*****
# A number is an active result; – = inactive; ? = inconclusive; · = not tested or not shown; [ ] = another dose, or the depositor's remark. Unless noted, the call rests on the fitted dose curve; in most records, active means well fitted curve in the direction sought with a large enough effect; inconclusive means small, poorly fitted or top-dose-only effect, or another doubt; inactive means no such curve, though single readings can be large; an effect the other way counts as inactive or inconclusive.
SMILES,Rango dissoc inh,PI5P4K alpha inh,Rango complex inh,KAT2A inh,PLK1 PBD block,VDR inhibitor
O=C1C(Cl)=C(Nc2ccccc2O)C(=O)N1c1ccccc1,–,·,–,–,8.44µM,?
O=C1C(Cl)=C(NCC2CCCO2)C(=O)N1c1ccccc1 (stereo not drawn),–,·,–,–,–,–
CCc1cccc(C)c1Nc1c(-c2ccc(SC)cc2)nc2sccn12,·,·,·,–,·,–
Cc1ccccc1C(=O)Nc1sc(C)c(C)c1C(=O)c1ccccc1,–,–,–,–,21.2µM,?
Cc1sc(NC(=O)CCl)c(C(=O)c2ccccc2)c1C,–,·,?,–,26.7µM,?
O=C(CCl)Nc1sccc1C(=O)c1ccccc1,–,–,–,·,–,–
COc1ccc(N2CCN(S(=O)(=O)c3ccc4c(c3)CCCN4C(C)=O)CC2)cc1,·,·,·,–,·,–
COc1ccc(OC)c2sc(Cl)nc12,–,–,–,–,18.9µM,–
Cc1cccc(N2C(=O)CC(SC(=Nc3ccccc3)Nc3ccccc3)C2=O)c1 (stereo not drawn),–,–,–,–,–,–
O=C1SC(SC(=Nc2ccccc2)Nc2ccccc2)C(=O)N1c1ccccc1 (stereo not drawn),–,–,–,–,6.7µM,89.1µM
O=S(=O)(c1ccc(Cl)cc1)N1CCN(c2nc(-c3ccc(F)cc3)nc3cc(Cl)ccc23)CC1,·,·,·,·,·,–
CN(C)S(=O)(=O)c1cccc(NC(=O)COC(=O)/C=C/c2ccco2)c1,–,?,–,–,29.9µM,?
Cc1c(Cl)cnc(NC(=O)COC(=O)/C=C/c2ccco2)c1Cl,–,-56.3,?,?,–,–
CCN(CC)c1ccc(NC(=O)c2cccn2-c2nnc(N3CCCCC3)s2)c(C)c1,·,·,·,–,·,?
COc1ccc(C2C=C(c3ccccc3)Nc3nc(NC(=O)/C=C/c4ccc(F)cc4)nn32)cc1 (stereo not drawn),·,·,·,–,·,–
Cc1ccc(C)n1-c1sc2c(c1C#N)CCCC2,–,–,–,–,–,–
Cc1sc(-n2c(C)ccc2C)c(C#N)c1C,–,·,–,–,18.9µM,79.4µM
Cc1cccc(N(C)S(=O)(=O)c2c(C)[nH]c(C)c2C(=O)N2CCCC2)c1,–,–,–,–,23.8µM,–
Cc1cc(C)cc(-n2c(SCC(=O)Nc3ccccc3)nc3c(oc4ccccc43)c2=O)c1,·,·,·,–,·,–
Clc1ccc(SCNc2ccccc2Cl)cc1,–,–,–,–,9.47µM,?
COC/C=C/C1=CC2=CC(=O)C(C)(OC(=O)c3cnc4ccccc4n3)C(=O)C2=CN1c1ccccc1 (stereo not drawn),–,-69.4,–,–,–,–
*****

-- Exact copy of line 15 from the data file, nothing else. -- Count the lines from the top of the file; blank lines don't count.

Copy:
Cc1c(Cl)cnc(NC(=O)COC(=O)/C=C/c2ccco2)c1Cl,–,-56.3,?,?,–,–